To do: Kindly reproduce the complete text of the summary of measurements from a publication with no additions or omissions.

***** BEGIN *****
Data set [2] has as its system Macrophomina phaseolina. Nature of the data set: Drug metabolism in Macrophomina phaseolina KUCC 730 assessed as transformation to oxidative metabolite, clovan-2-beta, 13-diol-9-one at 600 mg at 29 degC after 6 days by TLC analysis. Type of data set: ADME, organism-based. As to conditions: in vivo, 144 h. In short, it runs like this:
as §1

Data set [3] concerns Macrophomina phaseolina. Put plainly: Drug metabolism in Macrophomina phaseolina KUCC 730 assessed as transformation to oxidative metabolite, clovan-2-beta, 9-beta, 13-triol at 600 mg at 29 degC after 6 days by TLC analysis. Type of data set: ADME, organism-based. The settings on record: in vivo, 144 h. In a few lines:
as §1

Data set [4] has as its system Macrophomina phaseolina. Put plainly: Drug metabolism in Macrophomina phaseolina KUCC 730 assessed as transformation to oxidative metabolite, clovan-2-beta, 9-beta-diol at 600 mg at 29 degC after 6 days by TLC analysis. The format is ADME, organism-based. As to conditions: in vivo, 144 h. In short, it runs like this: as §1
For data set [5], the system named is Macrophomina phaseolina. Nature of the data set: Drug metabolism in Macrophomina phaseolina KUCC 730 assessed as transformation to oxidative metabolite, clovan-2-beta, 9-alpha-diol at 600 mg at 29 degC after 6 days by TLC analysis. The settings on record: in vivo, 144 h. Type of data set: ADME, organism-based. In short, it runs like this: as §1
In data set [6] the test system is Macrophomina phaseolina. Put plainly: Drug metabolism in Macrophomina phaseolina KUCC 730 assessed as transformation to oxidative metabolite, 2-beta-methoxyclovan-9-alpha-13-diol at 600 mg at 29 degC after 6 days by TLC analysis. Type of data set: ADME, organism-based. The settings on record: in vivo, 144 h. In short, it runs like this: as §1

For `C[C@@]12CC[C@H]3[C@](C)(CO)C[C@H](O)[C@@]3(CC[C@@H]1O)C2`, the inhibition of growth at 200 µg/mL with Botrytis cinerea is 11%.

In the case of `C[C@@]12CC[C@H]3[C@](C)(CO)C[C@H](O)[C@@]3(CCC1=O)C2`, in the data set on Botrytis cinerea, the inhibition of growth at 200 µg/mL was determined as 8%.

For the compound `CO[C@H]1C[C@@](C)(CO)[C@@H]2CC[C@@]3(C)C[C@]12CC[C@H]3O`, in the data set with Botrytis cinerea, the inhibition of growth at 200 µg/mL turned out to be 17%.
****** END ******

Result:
Data set [2] has as its system Macrophomina phaseolina. Nature of the data set: Drug metabolism in Macrophomina phaseolina KUCC 730 assessed as transformation to oxidative metabolite, clovan-2-beta, 13-diol-9-one at 600 mg at 29 degC after 6 days by TLC analysis. Type of data set: ADME, organism-based. As to conditions: in vivo, 144 h. In short, it runs like this:
as §1

Data set [3] concerns Macrophomina phaseolina. Put plainly: Drug metabolism in Macrophomina phaseolina KUCC 730 assessed as transformation to oxidative metabolite, clovan-2-beta, 9-beta, 13-triol at 600 mg at 29 degC after 6 days by TLC analysis. Type of data set: ADME, organism-based. The settings on record: in vivo, 144 h. In a few lines:
as §1

Data set [4] has as its system Macrophomina phaseolina. Put plainly: Drug metabolism in Macrophomina phaseolina KUCC 730 assessed as transformation to oxidative metabolite, clovan-2-beta, 9-beta-diol at 600 mg at 29 degC after 6 days by TLC analysis. The format is ADME, organism-based. As to conditions: in vivo, 144 h. In short, it runs like this: as §1
For data set [5], the system named is Macrophomina phaseolina. Nature of the data set: Drug metabolism in Macrophomina phaseolina KUCC 730 assessed as transformation to oxidative metabolite, clovan-2-beta, 9-alpha-diol at 600 mg at 29 degC after 6 days by TLC analysis. The settings on record: in vivo, 144 h. Type of data set: ADME, organism-based. In short, it runs like this: as §1
In data set [6] the test system is Macrophomina phaseolina. Put plainly: Drug metabolism in Macrophomina phaseolina KUCC 730 assessed as transformation to oxidative metabolite, 2-beta-methoxyclovan-9-alpha-13-diol at 600 mg at 29 degC after 6 days by TLC analysis. Type of data set: ADME, organism-based. The settings on record: in vivo, 144 h. In short, it runs like this: as §1

For `C[C@@]12CC[C@H]3[C@](C)(CO)C[C@H](O)[C@@]3(CC[C@@H]1O)C2`, the inhibition of growth at 200 µg/mL with Botrytis cinerea is 11%.

In the case of `C[C@@]12CC[C@H]3[C@](C)(CO)C[C@H](O)[C@@]3(CCC1=O)C2`, in the data set on Botrytis cinerea, the inhibition of growth at 200 µg/mL was determined as 8%.

For the compound `CO[C@H]1C[C@@](C)(CO)[C@@H]2CC[C@@]3(C)C[C@]12CC[C@H]3O`, in the data set with Botrytis cinerea, the inhibition of growth at 200 µg/mL turned out to be 17%.